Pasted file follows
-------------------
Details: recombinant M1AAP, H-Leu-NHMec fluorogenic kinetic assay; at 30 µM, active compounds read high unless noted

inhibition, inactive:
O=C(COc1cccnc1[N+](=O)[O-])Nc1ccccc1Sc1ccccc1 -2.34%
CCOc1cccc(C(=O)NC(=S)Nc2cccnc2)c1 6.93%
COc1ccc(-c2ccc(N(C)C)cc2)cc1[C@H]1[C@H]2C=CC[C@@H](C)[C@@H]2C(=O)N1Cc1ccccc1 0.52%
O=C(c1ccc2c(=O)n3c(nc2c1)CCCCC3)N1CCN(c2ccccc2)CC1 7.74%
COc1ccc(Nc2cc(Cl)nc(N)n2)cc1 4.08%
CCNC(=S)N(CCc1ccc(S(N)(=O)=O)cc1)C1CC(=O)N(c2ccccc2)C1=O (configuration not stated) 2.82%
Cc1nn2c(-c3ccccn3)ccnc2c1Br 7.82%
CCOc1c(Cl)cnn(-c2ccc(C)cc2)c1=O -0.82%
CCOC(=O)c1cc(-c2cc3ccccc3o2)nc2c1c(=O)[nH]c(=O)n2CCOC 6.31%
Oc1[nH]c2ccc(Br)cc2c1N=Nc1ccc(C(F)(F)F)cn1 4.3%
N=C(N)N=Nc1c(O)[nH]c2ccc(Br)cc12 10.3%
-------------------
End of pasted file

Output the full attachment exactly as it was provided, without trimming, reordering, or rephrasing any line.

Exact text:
Details: recombinant M1AAP, H-Leu-NHMec fluorogenic kinetic assay; at 30 µM, active compounds read high unless noted

inhibition, inactive:
O=C(COc1cccnc1[N+](=O)[O-])Nc1ccccc1Sc1ccccc1 -2.34%
CCOc1cccc(C(=O)NC(=S)Nc2cccnc2)c1 6.93%
COc1ccc(-c2ccc(N(C)C)cc2)cc1[C@H]1[C@H]2C=CC[C@@H](C)[C@@H]2C(=O)N1Cc1ccccc1 0.52%
O=C(c1ccc2c(=O)n3c(nc2c1)CCCCC3)N1CCN(c2ccccc2)CC1 7.74%
COc1ccc(Nc2cc(Cl)nc(N)n2)cc1 4.08%
CCNC(=S)N(CCc1ccc(S(N)(=O)=O)cc1)C1CC(=O)N(c2ccccc2)C1=O (configuration not stated) 2.82%
Cc1nn2c(-c3ccccn3)ccnc2c1Br 7.82%
CCOc1c(Cl)cnn(-c2ccc(C)cc2)c1=O -0.82%
CCOC(=O)c1cc(-c2cc3ccccc3o2)nc2c1c(=O)[nH]c(=O)n2CCOC 6.31%
Oc1[nH]c2ccc(Br)cc2c1N=Nc1ccc(C(F)(F)F)cn1 4.3%
N=C(N)N=Nc1c(O)[nH]c2ccc(Br)cc12 10.3%